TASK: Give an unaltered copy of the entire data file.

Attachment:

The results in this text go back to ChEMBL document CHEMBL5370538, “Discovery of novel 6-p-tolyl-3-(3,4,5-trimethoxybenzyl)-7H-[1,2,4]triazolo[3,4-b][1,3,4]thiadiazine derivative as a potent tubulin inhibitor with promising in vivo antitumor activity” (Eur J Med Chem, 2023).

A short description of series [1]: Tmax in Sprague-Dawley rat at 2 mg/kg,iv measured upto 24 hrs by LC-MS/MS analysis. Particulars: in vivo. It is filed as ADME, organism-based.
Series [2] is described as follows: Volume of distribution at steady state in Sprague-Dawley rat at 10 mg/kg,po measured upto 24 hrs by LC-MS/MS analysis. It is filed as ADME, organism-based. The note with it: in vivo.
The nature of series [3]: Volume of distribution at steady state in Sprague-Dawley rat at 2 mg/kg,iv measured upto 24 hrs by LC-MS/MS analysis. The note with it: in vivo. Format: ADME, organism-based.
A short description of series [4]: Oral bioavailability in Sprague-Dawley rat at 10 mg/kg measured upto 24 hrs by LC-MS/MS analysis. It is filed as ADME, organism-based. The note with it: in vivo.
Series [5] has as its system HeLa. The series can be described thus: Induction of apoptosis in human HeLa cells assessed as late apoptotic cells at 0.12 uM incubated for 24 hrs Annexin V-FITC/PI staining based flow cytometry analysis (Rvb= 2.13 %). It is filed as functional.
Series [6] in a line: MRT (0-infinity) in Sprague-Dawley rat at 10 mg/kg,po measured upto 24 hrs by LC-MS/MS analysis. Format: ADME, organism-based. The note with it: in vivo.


The results in this text go back to ChEMBL document CHEMBL5370538, “Discovery of novel 6-p-tolyl-3-(3,4,5-trimethoxybenzyl)-7H-[1,2,4]triazolo[3,4-b][1,3,4]thiadiazine derivative as a potent tubulin inhibitor with promising in vivo antitumor activity” (Eur J Med Chem, 2023).

A short description of series [1]: Tmax in Sprague-Dawley rat at 2 mg/kg,iv measured upto 24 hrs by LC-MS/MS analysis. Particulars: in vivo. It is filed as ADME, organism-based.
Series [2] is described as follows: Volume of distribution at steady state in Sprague-Dawley rat at 10 mg/kg,po measured upto 24 hrs by LC-MS/MS analysis. It is filed as ADME, organism-based. The note with it: in vivo.
The nature of series [3]: Volume of distribution at steady state in Sprague-Dawley rat at 2 mg/kg,iv measured upto 24 hrs by LC-MS/MS analysis. The note with it: in vivo. Format: ADME, organism-based.
A short description of series [4]: Oral bioavailability in Sprague-Dawley rat at 10 mg/kg measured upto 24 hrs by LC-MS/MS analysis. It is filed as ADME, organism-based. The note with it: in vivo.
Series [5] has as its system HeLa. The series can be described thus: Induction of apoptosis in human HeLa cells assessed as late apoptotic cells at 0.12 uM incubated for 24 hrs Annexin V-FITC/PI staining based flow cytometry analysis (Rvb= 2.13 %). It is filed as functional.
Series [6] in a line: MRT (0-infinity) in Sprague-Dawley rat at 10 mg/kg,po measured upto 24 hrs by LC-MS/MS analysis. Format: ADME, organism-based. The note with it: in vivo.